WA Department of Ecology improving permits that manages control of aquatic plants and algae

LACEY, WA -  The department of Ecology is currently working to update the Aquatic Plant and Algae Management general permit and proposing a new style of sign to meet the permit requirement for treatment notification.

Washington is fortunate to have some amazing waterbodies in this state, it can take a lot of work to maintain the health of rivers, streams, and lakes.

If you live in Washington, chances are you’ve heard of toxic algae blooms, seen a shoreline covered with cattails, or maybe you’ve had Eurasian watermilfoil tangle your paddle or choke your boat motor. For the most part, this means the Department of Ecology works to reduce the amount of chemicals going into the water. However, there are circumstances where certain chemicals can actually help achieve clean water and preserve the beneficial uses of water.

For decades, the Department of Ecology has been required by state law to provide a permitting program that allows lake managers to use pesticides and other chemicals to control noxious aquatic weeds. The permit applies to fresh water bodies and shorelines as well as roadside ditches. Our permitting program only allows registered pesticides that do not pose a risk to the environment or public health. These registered pesticides are approved by the U.S. Environmental Protection Agency and the Washington State Department of Agriculture. To make sure these pesticides meet state laws, the Department of Ecology will further review these chemicals through an environmental impact statement.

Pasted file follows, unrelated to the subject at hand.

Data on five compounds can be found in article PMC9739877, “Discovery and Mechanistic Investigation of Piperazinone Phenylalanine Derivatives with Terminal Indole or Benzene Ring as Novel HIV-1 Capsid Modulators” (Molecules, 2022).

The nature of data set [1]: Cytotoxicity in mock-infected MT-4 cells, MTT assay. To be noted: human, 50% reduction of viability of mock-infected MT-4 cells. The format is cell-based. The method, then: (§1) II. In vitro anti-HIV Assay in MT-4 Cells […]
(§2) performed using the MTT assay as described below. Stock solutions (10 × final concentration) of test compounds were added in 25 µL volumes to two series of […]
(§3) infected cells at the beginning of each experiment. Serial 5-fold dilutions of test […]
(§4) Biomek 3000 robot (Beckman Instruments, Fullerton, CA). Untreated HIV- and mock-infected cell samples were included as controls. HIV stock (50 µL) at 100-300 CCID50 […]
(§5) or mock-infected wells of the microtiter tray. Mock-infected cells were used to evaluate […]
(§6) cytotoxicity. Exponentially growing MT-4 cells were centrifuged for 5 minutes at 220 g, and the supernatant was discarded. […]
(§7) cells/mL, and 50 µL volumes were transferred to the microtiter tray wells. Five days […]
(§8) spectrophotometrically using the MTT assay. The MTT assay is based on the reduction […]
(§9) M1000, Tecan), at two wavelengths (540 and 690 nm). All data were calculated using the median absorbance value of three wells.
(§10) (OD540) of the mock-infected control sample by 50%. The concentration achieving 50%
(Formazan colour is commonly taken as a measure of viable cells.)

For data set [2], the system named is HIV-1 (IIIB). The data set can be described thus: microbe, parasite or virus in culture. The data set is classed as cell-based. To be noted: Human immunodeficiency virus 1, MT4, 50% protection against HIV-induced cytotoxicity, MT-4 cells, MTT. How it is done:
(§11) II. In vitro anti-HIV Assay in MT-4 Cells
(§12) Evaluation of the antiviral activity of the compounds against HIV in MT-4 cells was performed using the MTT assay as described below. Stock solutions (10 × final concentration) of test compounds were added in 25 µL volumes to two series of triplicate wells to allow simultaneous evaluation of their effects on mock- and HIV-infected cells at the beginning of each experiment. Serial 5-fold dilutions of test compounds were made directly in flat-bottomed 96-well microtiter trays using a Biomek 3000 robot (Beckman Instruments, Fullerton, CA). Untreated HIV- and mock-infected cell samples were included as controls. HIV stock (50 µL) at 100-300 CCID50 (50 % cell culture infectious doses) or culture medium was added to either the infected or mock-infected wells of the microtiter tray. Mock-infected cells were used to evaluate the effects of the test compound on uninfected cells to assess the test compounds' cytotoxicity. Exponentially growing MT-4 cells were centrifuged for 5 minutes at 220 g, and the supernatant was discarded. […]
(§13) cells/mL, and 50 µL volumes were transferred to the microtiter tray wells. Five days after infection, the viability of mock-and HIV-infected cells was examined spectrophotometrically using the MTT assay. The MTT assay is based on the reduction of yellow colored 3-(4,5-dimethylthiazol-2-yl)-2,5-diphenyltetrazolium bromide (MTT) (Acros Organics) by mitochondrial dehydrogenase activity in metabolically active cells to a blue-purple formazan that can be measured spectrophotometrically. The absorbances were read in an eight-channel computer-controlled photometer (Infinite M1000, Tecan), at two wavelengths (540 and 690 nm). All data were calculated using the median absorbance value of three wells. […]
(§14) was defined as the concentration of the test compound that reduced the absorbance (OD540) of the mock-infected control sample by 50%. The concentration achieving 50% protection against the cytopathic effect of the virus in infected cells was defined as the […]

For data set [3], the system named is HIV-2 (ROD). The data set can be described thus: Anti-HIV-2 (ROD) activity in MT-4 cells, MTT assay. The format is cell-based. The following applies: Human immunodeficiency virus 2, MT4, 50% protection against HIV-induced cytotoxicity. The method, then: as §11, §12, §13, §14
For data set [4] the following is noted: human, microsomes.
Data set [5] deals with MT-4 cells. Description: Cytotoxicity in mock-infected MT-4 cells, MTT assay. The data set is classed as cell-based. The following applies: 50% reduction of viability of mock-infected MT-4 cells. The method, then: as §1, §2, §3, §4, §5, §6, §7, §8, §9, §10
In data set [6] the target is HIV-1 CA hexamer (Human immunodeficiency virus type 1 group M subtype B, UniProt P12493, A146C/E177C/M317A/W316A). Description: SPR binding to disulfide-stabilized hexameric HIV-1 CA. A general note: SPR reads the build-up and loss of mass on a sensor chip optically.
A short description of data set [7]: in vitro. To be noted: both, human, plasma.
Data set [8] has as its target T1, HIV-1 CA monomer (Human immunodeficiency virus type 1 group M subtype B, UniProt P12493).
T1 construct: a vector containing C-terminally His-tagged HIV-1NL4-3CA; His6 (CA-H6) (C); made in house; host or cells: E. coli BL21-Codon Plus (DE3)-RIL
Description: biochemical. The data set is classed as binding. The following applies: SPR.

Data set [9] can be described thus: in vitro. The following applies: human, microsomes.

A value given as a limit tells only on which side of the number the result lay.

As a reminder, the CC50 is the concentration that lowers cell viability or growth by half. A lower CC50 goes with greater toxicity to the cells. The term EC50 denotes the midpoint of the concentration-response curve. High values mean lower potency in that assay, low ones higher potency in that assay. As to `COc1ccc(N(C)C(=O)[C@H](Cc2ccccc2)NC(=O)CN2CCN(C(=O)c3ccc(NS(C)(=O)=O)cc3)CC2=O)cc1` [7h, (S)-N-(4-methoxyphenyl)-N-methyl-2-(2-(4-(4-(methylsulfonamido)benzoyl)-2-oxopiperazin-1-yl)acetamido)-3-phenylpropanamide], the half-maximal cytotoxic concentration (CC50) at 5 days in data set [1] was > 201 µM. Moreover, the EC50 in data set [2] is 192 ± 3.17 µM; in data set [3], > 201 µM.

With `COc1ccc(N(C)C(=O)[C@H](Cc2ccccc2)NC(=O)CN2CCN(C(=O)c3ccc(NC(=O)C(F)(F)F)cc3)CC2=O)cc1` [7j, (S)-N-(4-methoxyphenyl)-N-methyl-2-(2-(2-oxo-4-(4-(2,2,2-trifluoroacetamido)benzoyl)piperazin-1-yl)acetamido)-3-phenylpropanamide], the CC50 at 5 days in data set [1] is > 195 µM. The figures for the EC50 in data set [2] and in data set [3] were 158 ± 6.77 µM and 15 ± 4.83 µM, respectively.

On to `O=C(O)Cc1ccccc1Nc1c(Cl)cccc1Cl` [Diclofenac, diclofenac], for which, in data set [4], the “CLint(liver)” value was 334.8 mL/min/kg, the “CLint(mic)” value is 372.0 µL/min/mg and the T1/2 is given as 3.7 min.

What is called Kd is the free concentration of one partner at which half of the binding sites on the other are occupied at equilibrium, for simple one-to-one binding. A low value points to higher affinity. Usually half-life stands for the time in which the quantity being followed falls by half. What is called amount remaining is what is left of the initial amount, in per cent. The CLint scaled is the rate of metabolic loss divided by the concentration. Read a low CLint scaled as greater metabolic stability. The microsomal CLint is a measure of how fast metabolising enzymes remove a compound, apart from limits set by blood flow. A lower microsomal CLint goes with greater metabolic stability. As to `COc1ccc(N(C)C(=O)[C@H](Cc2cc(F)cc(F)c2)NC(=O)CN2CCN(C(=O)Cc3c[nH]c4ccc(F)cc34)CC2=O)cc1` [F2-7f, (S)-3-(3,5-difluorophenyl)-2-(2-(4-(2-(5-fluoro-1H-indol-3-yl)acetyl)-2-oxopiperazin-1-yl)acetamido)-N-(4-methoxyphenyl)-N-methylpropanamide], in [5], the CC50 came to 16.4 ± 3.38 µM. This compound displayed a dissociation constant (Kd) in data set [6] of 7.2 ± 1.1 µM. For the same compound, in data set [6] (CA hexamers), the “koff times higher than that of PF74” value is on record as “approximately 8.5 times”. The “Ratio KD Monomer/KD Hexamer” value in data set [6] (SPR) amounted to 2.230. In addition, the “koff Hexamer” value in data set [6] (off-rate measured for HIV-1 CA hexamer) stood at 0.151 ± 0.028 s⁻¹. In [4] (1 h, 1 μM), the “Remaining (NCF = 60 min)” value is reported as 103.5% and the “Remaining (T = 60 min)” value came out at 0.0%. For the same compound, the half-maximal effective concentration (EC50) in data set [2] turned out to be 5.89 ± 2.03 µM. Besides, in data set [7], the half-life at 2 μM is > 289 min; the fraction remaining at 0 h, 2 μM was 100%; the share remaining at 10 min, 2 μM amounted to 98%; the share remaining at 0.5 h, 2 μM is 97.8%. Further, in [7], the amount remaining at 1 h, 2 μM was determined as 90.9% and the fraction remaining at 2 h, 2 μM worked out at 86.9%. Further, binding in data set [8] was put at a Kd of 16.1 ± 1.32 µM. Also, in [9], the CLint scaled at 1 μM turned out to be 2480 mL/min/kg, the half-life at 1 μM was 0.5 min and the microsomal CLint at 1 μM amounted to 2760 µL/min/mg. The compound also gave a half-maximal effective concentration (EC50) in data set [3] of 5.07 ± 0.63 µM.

An excerpt from RCW 90.48.447 helps explain why Washington has a general permit for Aquatic Plant and Algae Management:

“The legislature finds that the environmental, recreational, and aesthetic values of many of the state’s lakes are threatened by the invasion of nuisance and noxious aquatic weeds. Once established, these nuisance and noxious aquatic weeds can colonize the shallow shorelines and other areas of lakes with dense surface vegetation mats that degrade water quality, pose a threat to swimmers, and restrict use of lakes. Algae can generate health and safety conditions dangerous to fish, wildlife, and humans.”

The department of Ecology is currently working to update the Aquatic Plant and Algae Management general permit. Specifically, for this permit they also review monitoring data, modify timing windows or propose other actions that better protect sensitive species.

The Aquatic Plant and Algae Management general permit requires people to use management solutions that have the least environmental impact among reasonably available options. Chemicals can sometimes be the least invasive solution to control plants and algae.

The permit ensures the chemicals used, and the methods by which they’re applied, are the least harmful to animals and other plants. The permit limits which chemicals are allowed to be used, where they can be used, and who may use them. They also require public notification before a water body is treated, and outline specific rules around the reporting and timing of applying the chemical.

As part of this permit update, the Department of Ecology is proposing a new style of sign to meet the permit requirement for treatment notification. These notification signs are required whenever pesticides are used and have a warning statement at the top, usually Caution, Warning, or Danger, to signify the warning level followed by specific text information.

Over the years, Ecology has heard ideas on how to improve these signs to add graphics so they are not so text heavy. The new signs proposed in the new permit rely more on iconography or simple images to convey message. Providing signage that is easily understood by anyone, regardless of literacy level or primary language, is important for protecting public health. The Department of Ecology welcomes input on how to make further improvements to the signs. See how to comment below

We are also clarifying how permittees need to label their intended treatment area on their public notices. This update is the result of feedback provided to us based on confusion in other pesticide treatment notices.